It was the first practice of seventh-grade football. I was so excited to play. It was the first year you could play on the school team. For this first practice, we did not have pads. The coach was just seeing who could run, throw, and catch. For one of the drills, I lined up as a wide receiver. I ran a pattern and the quarterback threw me a pass. The ball hit me right in the hands, which is a good thing except for when I looked at my fingers, my thumb bent at a 90-degree angle. I remember showing the coach and he just popped it back into place. That night as the pain grew and grew, I finally went to the doctor and sure enough, it was broken.
It totally messed up my season. That seventh-grade season, that I was so excited for, would never be the same. For most of the season, I wore a cast. It changed everything.
1. Has an injury ever come at the wrong time for you? How did it change your plans?
2. For those of you who are into sports, has an injury ever occurred to one of the players on your favorite team and it messed up the season?
The word fractured is defined as “the act of breaking; state of being broken.” Sadly, this defines many families in our culture. It is almost as if either the family is broken or in the act of breaking. The truth for most of us is that it hurts. It messed up a season or seasons. For many, they do not see a way out of the pain. The purpose of this book is to deal with the impact of brokenness in the family. We will work through that pain and see the healing and purpose that God can bring to you and your family.
Brokenness in the family is not a new thing. From Adam and Eve to Jesus and many people in-between we see hurt in the family. These fractures come in all shapes and sizes. I encourage you this week to read the devotionals. Staff from our Family Team share from their experiences. Here are the topics: death, anger, divorce, sickness, money, and addiction.
Matthew 9:9-13 says, “As Jesus passed on from there, he saw a man called Matthew sitting at the tax booth, and he said to him, ‘Follow me.’ And he rose and followed him. And as Jesus reclined at table in the house, behold, many tax collectors and sinners came and were reclining with Jesus and his disciples. And when the Pharisees saw this, they said to his disciples, ‘Why does your teacher eat with tax collectors and sinners?’ But when he heard it, he said, ‘Those who are well have no need of a physician, but those who are sick. Go and learn what this means: ‘I desire mercy, and not sacrifice.’ For I came not to call the righteous, but sinners.’”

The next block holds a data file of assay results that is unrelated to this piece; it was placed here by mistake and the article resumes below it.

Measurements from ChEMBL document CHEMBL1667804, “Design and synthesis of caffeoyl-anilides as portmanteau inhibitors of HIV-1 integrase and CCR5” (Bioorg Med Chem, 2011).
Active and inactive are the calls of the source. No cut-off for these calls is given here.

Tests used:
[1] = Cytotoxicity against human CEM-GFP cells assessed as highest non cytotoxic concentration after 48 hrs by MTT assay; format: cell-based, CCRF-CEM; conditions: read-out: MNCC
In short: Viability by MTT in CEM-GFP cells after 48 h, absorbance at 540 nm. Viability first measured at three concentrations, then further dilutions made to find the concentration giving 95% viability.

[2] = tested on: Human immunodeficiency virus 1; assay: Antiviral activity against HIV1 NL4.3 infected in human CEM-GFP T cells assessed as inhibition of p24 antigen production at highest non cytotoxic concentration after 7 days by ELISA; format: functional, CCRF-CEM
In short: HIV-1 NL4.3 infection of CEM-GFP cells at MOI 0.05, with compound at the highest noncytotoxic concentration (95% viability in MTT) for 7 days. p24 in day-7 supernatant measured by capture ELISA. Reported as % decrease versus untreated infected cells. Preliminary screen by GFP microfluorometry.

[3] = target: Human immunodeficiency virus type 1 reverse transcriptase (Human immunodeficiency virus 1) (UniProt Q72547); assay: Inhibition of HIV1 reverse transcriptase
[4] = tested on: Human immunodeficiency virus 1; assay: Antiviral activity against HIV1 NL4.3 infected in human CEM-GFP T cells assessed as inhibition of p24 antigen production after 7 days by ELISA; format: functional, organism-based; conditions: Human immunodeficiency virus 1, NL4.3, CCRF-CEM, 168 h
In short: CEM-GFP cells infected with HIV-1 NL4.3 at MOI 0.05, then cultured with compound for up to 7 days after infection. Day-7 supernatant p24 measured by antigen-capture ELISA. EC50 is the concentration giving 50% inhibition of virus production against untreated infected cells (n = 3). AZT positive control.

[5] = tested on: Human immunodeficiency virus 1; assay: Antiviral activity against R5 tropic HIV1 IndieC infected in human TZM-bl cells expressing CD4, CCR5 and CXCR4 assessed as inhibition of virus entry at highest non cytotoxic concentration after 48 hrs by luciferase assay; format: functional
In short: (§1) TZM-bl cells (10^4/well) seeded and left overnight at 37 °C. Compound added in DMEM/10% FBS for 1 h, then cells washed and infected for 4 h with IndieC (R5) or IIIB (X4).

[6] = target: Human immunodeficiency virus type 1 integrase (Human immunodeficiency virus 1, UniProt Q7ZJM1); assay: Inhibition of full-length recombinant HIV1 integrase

Psalm 34:18 adds, “The Lord is near to the brokenhearted and saves the crushed in spirit.”
Psalm 147:3 continues, “He heals the brokenhearted and binds up their wounds.”
Isaiah 41:10 says, “Fear not, for I am with you; be not dismayed, for I am your God; I will strengthen you, I will help you, I will uphold you with my righteous right hand.”
Jeremiah 17:14 records, “Heal me, O Lord, and I shall be healed; save me, and I shall be saved, for you are my praise.”
3. Jesus is often called the Great Physician. What do you learn about the Great Physician in these passages?
4. What does Psalm 147:3-7 say about God’s credentials?
Psalm 147:3-6 says, “He heals the brokenhearted and binds up their wounds. He determines the number of the stars; he gives to all of them their names. Great is our Lord, and abundant in power; his understanding is beyond measure. The Lord lifts up the humble; he casts the wicked to the ground.”
5. When choosing a doctor what credentials do they need?
6. Why are God’s tenderness toward sinners, power over all things, and personal knowledge of all so important when evaluating His credentials?
7. What fractures have you struggled through? Are there scars? Are there things that you do differently now because of your wounds?
8. What is stopping you from healing?
Matthew 11:28 says, “Come to me, all who labor and are heavy laden, and I will give you rest.”
We all know people who will not go to the doctor. Some are too prideful, some are too scared, and some doubt there is any real help.
9. Does this by chance describe you at all when coming to the Great Physician? Is there pride standing in the way? Do you fear that God will not really show up?
Jesus promises us healing if we come to Him. That first requires the realization that we are sick and in need of help. It requires us to call upon Him.
In 1 Peter 2:24, we read, “He himself bore our sins in his body on the tree, that we might die to sin and live to righteousness. By his wounds you have been healed.”
Healing always first starts with salvation and then grows into a daily casting our cares upon Him because He cares for us.
Chris Rice has a song that I love to sing:
Weak and wounded sinner
Lost and left to die
O, raise your head, for love is passing by
Come to Jesus
Come to Jesus
Come to Jesus and live!
Now your burden’s lifted
And carried far away
And precious blood has washed away the stain, so
Sing to Jesus and live!
And like a newborn baby
Don’t be afraid to crawl
And remember when you walk
Sometimes we fall, so
Fall on Jesus and live!
Sometimes the way is lonely
And steep and filled with pain
So if your sky is dark and pours the rain, then
Cry to Jesus and live!
O, and when the love spills over
And music fills the night
And when you can’t contain your joy inside, then
Dance for Jesus and live!
Maybe you feel weak and wounded today. Come to Jesus!